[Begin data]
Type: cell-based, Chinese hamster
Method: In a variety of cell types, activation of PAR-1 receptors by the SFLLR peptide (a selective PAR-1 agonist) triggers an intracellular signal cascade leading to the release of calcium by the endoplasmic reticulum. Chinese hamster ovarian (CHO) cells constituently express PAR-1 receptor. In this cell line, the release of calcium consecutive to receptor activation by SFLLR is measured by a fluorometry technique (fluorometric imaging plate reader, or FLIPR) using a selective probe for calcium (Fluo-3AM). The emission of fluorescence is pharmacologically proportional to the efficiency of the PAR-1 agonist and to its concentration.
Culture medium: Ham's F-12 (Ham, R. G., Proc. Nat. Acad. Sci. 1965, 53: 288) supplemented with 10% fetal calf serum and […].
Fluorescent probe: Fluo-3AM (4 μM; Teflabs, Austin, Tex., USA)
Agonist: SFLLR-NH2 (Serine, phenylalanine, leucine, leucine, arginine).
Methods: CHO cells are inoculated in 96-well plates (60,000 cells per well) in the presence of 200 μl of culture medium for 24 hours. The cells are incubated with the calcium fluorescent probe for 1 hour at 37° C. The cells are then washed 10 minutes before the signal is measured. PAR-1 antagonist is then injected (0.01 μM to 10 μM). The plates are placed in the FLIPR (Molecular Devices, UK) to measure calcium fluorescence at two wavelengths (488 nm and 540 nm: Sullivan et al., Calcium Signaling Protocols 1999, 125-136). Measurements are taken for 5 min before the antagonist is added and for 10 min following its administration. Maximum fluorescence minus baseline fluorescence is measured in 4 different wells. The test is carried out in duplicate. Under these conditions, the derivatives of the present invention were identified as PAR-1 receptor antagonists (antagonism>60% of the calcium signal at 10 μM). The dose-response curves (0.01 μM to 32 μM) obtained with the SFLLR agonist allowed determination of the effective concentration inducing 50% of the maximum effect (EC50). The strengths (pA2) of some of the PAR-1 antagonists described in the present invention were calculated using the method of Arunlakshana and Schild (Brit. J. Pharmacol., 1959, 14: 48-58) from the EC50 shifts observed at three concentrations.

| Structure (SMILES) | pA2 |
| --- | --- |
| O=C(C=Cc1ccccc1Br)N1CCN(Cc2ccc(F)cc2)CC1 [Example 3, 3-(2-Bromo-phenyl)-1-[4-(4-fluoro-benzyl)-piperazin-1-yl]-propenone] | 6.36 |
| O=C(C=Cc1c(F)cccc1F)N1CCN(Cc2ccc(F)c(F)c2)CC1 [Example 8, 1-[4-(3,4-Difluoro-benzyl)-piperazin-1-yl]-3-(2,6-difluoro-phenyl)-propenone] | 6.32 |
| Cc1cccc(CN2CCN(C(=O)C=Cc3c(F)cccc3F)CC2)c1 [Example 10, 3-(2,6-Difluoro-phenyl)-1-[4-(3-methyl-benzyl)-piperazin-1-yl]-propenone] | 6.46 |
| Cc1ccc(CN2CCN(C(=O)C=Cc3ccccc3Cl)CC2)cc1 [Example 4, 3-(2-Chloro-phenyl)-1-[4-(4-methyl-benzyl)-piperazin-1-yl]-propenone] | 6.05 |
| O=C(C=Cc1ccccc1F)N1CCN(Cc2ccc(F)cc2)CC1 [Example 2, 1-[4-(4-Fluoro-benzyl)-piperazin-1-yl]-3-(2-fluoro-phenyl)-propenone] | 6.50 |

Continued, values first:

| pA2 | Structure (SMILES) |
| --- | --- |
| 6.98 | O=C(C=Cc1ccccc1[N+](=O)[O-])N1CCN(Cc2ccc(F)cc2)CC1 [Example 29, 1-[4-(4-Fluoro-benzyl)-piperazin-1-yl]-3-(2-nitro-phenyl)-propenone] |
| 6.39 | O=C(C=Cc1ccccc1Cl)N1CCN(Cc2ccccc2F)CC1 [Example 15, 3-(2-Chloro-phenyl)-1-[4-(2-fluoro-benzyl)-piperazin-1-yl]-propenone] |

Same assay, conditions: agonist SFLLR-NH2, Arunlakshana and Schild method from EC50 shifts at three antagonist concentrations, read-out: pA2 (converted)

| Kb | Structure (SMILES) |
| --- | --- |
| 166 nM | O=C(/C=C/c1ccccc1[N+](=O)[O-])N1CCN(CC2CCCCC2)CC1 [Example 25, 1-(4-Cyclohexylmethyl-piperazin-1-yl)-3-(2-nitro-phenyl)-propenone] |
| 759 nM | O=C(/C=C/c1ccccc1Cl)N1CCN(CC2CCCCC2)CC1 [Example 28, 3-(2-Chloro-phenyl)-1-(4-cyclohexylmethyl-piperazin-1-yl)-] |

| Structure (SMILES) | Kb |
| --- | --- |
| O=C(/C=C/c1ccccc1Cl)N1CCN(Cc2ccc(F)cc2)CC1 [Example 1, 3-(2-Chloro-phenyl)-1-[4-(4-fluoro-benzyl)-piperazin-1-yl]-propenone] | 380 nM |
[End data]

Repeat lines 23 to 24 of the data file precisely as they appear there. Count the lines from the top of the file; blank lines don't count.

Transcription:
| 759 nM | O=C(/C=C/c1ccccc1Cl)N1CCN(CC2CCCCC2)CC1 [Example 28, 3-(2-Chloro-phenyl)-1-(4-cyclohexylmethyl-piperazin-1-yl)-] |

| Structure (SMILES) | Kb |